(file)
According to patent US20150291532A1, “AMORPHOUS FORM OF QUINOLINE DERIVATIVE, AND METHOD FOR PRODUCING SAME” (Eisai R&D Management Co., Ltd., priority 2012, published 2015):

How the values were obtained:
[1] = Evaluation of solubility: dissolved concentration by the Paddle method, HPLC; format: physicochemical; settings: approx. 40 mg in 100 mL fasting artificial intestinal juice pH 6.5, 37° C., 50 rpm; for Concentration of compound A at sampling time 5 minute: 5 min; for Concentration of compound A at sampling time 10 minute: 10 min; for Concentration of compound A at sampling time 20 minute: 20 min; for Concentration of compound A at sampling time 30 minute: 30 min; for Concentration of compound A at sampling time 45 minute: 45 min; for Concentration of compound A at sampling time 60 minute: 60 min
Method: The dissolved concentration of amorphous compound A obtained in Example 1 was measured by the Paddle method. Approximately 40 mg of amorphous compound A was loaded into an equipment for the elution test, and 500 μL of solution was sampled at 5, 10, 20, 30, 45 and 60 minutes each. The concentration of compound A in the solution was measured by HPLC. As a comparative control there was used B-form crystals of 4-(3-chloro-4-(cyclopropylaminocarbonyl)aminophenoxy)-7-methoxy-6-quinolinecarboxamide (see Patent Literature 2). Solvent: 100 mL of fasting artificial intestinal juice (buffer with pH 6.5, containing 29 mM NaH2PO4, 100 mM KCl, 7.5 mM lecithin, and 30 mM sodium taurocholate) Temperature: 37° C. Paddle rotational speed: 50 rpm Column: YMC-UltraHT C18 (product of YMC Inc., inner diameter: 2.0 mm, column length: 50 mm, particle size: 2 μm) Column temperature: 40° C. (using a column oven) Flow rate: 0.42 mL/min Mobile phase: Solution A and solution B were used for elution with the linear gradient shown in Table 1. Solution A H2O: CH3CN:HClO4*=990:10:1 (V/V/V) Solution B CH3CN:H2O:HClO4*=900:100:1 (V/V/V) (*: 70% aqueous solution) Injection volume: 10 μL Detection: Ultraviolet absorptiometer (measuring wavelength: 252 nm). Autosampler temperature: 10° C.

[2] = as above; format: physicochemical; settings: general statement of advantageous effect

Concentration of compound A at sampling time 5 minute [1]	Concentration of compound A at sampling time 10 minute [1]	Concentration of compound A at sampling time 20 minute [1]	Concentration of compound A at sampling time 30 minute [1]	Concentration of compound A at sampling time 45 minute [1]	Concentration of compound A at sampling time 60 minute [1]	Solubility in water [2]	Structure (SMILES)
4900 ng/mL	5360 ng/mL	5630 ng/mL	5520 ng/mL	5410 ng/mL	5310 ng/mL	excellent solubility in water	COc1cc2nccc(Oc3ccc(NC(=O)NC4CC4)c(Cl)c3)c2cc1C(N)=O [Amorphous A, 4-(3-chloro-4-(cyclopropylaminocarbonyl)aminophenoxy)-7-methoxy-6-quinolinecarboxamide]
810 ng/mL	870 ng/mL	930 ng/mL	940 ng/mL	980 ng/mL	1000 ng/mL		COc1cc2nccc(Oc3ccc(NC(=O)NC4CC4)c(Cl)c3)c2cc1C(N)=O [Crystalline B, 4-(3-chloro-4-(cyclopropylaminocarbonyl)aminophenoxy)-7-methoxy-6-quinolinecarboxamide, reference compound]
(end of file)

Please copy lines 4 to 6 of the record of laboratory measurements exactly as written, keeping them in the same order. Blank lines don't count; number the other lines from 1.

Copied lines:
Method: The dissolved concentration of amorphous compound A obtained in Example 1 was measured by the Paddle method. Approximately 40 mg of amorphous compound A was loaded into an equipment for the elution test, and 500 μL of solution was sampled at 5, 10, 20, 30, 45 and 60 minutes each. The concentration of compound A in the solution was measured by HPLC. As a comparative control there was used B-form crystals of 4-(3-chloro-4-(cyclopropylaminocarbonyl)aminophenoxy)-7-methoxy-6-quinolinecarboxamide (see Patent Literature 2). Solvent: 100 mL of fasting artificial intestinal juice (buffer with pH 6.5, containing 29 mM NaH2PO4, 100 mM KCl, 7.5 mM lecithin, and 30 mM sodium taurocholate) Temperature: 37° C. Paddle rotational speed: 50 rpm Column: YMC-UltraHT C18 (product of YMC Inc., inner diameter: 2.0 mm, column length: 50 mm, particle size: 2 μm) Column temperature: 40° C. (using a column oven) Flow rate: 0.42 mL/min Mobile phase: Solution A and solution B were used for elution with the linear gradient shown in Table 1. Solution A H2O: CH3CN:HClO4*=990:10:1 (V/V/V) Solution B CH3CN:H2O:HClO4*=900:100:1 (V/V/V) (*: 70% aqueous solution) Injection volume: 10 μL Detection: Ultraviolet absorptiometer (measuring wavelength: 252 nm). Autosampler temperature: 10° C.

[2] = as above; format: physicochemical; settings: general statement of advantageous effect

Concentration of compound A at sampling time 5 minute [1]	Concentration of compound A at sampling time 10 minute [1]	Concentration of compound A at sampling time 20 minute [1]	Concentration of compound A at sampling time 30 minute [1]	Concentration of compound A at sampling time 45 minute [1]	Concentration of compound A at sampling time 60 minute [1]	Solubility in water [2]	Structure (SMILES)